Stigma in abortion care: Application to a grounded theory study

Allyson Lipp

Research output: Contribution to journalArticlepeer-review


A recent reserach study found that being more directly involved in medical abortion places greater demands on the nurses. The demands required by nurses working in abortion care may be increased by the stigma attached to such an antisocial action. This paper presents an application of stigma theory as espoused by Goffman, based on a qualitative research study on abortion. It is argued that women attending for abortion are stigmatised and nurses, although 'wise', have an affliate stigma through their close association with the procedure. It is proposed that the situation can be ameliorated by addressing stigma at policy, local and personal levels. Examples from other areas of practice are outlined for possible application to practice.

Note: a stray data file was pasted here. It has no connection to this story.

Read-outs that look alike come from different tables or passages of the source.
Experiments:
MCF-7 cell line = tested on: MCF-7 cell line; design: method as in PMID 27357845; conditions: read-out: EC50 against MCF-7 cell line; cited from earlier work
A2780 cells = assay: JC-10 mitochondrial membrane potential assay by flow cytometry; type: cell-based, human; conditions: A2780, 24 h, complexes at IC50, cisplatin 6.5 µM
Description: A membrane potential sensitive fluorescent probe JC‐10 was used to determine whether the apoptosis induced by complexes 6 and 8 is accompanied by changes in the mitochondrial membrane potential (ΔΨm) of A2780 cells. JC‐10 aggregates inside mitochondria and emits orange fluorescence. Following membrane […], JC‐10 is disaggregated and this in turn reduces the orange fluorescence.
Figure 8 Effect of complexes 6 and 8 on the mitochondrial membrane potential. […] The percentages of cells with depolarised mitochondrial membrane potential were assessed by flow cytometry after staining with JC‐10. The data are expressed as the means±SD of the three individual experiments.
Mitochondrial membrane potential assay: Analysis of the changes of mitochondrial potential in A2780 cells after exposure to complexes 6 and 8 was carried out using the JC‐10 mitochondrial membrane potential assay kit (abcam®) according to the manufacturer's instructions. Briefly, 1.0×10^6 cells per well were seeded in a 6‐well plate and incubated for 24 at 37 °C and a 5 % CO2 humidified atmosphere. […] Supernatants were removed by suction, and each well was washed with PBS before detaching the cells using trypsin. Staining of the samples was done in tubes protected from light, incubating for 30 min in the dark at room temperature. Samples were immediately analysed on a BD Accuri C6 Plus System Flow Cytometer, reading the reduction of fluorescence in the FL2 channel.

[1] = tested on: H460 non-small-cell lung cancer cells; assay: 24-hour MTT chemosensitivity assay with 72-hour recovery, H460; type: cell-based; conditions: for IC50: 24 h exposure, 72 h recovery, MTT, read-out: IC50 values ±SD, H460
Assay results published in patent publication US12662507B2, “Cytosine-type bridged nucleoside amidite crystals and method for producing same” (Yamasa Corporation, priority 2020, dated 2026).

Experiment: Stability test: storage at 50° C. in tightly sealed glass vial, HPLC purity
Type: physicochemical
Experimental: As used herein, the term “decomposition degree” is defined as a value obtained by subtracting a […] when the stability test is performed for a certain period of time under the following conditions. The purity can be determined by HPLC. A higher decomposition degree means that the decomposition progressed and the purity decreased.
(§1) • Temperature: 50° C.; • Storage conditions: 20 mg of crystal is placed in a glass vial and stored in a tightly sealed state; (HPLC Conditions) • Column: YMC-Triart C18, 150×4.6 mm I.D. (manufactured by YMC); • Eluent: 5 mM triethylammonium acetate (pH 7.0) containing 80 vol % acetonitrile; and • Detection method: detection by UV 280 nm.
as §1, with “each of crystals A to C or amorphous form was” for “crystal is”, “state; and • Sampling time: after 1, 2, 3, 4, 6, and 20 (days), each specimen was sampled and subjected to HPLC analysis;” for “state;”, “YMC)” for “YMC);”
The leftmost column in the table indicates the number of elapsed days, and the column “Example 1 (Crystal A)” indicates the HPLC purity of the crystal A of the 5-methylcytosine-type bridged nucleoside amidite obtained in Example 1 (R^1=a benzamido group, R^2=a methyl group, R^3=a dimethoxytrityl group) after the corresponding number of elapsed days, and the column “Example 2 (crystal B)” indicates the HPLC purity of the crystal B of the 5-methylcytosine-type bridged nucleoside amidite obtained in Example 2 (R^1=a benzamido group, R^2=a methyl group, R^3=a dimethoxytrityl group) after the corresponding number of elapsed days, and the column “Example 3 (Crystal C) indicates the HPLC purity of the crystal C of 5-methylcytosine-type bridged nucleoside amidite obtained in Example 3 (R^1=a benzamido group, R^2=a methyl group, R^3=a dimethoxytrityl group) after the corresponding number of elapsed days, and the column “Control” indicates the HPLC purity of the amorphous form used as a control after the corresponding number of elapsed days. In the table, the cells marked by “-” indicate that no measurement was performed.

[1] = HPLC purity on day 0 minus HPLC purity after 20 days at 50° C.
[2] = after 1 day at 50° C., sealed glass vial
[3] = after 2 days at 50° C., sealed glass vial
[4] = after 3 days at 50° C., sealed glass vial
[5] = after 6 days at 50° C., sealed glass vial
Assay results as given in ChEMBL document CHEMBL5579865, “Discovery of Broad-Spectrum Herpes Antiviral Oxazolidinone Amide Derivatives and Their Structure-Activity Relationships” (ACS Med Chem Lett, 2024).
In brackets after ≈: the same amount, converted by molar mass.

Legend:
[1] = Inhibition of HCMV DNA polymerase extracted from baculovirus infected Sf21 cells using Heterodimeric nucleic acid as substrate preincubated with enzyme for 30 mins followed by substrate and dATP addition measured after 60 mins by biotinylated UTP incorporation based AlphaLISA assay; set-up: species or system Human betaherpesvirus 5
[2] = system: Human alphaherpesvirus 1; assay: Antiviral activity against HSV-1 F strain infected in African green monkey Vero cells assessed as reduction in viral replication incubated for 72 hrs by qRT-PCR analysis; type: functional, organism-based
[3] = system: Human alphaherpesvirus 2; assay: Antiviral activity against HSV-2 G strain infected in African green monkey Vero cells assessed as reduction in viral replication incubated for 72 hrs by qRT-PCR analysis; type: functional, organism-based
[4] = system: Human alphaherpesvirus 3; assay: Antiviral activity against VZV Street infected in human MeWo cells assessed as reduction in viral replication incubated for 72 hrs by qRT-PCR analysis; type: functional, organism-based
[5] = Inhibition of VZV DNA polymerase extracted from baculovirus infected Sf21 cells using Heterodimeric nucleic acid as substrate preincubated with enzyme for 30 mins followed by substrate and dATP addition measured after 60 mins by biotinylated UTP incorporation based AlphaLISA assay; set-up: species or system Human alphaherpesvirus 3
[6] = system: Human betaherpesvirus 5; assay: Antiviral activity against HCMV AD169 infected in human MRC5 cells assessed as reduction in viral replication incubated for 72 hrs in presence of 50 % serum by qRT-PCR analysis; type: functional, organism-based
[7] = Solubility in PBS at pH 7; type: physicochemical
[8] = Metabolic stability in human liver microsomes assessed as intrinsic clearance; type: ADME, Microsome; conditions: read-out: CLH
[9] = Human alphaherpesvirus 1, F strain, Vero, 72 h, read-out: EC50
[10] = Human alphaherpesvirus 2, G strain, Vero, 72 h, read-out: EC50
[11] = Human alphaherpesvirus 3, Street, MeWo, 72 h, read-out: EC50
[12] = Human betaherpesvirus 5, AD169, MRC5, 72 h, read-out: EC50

Original languageEnglish
Pages (from-to)115-123
JournalContemporary Nurse
Issue number2
Publication statusPublished - 1 Feb 2011


  • abortion
  • nursing
  • stigma
  • affiliate stigma
  • felt stigma
  • termination of pregnancy
  • grounded theory


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